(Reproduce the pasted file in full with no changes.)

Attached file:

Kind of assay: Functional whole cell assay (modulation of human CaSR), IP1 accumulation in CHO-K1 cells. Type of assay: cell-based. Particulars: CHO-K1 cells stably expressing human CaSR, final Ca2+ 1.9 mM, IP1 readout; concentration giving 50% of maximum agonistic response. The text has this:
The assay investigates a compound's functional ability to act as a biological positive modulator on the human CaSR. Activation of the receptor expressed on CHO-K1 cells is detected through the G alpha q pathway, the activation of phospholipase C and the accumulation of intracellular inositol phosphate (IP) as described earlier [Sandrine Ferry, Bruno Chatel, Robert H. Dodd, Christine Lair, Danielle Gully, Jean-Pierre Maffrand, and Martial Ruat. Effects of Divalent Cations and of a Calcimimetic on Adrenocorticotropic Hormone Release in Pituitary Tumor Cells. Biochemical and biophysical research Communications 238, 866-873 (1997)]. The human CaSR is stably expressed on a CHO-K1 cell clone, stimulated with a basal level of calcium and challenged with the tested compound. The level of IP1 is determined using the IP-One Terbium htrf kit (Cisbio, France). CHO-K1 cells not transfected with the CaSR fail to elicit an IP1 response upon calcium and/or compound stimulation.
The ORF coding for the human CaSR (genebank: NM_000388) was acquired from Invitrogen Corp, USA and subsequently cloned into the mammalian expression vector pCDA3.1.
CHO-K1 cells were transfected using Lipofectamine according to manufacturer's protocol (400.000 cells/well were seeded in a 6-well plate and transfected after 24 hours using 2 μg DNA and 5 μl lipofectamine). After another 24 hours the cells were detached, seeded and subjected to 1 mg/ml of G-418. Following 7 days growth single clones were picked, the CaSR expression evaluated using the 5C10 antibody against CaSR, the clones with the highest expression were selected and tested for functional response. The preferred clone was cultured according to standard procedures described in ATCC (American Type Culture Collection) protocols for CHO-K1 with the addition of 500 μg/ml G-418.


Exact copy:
Kind of assay: Functional whole cell assay (modulation of human CaSR), IP1 accumulation in CHO-K1 cells. Type of assay: cell-based. Particulars: CHO-K1 cells stably expressing human CaSR, final Ca2+ 1.9 mM, IP1 readout; concentration giving 50% of maximum agonistic response. The text has this:
The assay investigates a compound's functional ability to act as a biological positive modulator on the human CaSR. Activation of the receptor expressed on CHO-K1 cells is detected through the G alpha q pathway, the activation of phospholipase C and the accumulation of intracellular inositol phosphate (IP) as described earlier [Sandrine Ferry, Bruno Chatel, Robert H. Dodd, Christine Lair, Danielle Gully, Jean-Pierre Maffrand, and Martial Ruat. Effects of Divalent Cations and of a Calcimimetic on Adrenocorticotropic Hormone Release in Pituitary Tumor Cells. Biochemical and biophysical research Communications 238, 866-873 (1997)]. The human CaSR is stably expressed on a CHO-K1 cell clone, stimulated with a basal level of calcium and challenged with the tested compound. The level of IP1 is determined using the IP-One Terbium htrf kit (Cisbio, France). CHO-K1 cells not transfected with the CaSR fail to elicit an IP1 response upon calcium and/or compound stimulation.
The ORF coding for the human CaSR (genebank: NM_000388) was acquired from Invitrogen Corp, USA and subsequently cloned into the mammalian expression vector pCDA3.1.
CHO-K1 cells were transfected using Lipofectamine according to manufacturer's protocol (400.000 cells/well were seeded in a 6-well plate and transfected after 24 hours using 2 μg DNA and 5 μl lipofectamine). After another 24 hours the cells were detached, seeded and subjected to 1 mg/ml of G-418. Following 7 days growth single clones were picked, the CaSR expression evaluated using the 5C10 antibody against CaSR, the clones with the highest expression were selected and tested for functional response. The preferred clone was cultured according to standard procedures described in ATCC (American Type Culture Collection) protocols for CHO-K1 with the addition of 500 μg/ml G-418.